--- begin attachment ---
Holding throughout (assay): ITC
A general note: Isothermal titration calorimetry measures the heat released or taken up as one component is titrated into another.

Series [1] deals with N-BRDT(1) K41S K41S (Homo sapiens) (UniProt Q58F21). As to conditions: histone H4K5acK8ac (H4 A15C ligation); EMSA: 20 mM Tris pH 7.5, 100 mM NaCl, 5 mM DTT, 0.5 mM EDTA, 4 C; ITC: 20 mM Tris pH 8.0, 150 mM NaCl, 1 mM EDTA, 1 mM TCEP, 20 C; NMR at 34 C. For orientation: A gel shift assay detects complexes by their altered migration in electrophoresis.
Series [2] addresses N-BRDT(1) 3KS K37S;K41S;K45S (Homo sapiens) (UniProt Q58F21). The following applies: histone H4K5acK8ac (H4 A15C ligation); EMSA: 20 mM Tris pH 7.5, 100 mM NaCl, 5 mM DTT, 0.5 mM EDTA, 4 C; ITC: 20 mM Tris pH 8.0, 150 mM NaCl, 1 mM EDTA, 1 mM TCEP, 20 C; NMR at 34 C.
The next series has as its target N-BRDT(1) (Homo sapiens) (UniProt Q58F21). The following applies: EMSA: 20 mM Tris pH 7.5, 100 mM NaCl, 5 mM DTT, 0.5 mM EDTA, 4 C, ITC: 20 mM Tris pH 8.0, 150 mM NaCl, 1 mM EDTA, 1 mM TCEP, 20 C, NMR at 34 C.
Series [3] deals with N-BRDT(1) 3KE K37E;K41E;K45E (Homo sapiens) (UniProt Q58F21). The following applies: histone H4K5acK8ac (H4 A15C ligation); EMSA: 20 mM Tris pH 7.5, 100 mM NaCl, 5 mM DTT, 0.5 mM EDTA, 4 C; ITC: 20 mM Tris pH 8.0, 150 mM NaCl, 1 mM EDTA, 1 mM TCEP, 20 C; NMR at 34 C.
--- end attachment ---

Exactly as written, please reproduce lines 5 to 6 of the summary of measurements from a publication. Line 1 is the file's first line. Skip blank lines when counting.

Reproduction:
The next series has as its target N-BRDT(1) (Homo sapiens) (UniProt Q58F21). The following applies: EMSA: 20 mM Tris pH 7.5, 100 mM NaCl, 5 mM DTT, 0.5 mM EDTA, 4 C, ITC: 20 mM Tris pH 8.0, 150 mM NaCl, 1 mM EDTA, 1 mM TCEP, 20 C, NMR at 34 C.
Series [3] deals with N-BRDT(1) 3KE K37E;K41E;K45E (Homo sapiens) (UniProt Q58F21). The following applies: histone H4K5acK8ac (H4 A15C ligation); EMSA: 20 mM Tris pH 7.5, 100 mM NaCl, 5 mM DTT, 0.5 mM EDTA, 4 C; ITC: 20 mM Tris pH 8.0, 150 mM NaCl, 1 mM EDTA, 1 mM TCEP, 20 C; NMR at 34 C.